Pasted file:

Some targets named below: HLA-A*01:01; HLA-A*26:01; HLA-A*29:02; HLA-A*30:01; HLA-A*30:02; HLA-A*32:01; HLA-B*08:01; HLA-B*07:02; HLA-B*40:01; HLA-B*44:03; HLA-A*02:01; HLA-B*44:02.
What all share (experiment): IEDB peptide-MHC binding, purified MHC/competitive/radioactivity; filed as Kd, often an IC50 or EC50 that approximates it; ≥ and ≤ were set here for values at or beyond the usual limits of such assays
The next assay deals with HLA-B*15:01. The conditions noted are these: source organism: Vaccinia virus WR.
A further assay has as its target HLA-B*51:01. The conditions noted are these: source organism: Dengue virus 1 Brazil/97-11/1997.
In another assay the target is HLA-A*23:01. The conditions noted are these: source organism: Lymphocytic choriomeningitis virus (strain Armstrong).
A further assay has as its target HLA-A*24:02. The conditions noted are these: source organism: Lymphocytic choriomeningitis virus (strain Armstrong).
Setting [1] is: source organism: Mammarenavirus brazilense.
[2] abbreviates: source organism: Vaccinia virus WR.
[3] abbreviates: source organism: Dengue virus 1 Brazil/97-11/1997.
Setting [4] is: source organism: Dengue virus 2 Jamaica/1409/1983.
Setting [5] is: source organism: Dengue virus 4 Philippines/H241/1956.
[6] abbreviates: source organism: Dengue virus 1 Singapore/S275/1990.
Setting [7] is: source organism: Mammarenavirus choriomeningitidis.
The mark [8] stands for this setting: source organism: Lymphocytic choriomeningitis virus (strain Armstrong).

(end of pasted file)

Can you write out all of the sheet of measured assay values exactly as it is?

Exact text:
Some targets named below: HLA-A*01:01; HLA-A*26:01; HLA-A*29:02; HLA-A*30:01; HLA-A*30:02; HLA-A*32:01; HLA-B*08:01; HLA-B*07:02; HLA-B*40:01; HLA-B*44:03; HLA-A*02:01; HLA-B*44:02.
What all share (experiment): IEDB peptide-MHC binding, purified MHC/competitive/radioactivity; filed as Kd, often an IC50 or EC50 that approximates it; ≥ and ≤ were set here for values at or beyond the usual limits of such assays
The next assay deals with HLA-B*15:01. The conditions noted are these: source organism: Vaccinia virus WR.
A further assay has as its target HLA-B*51:01. The conditions noted are these: source organism: Dengue virus 1 Brazil/97-11/1997.
In another assay the target is HLA-A*23:01. The conditions noted are these: source organism: Lymphocytic choriomeningitis virus (strain Armstrong).
A further assay has as its target HLA-A*24:02. The conditions noted are these: source organism: Lymphocytic choriomeningitis virus (strain Armstrong).
Setting [1] is: source organism: Mammarenavirus brazilense.
[2] abbreviates: source organism: Vaccinia virus WR.
[3] abbreviates: source organism: Dengue virus 1 Brazil/97-11/1997.
Setting [4] is: source organism: Dengue virus 2 Jamaica/1409/1983.
Setting [5] is: source organism: Dengue virus 4 Philippines/H241/1956.
[6] abbreviates: source organism: Dengue virus 1 Singapore/S275/1990.
Setting [7] is: source organism: Mammarenavirus choriomeningitidis.
The mark [8] stands for this setting: source organism: Lymphocytic choriomeningitis virus (strain Armstrong).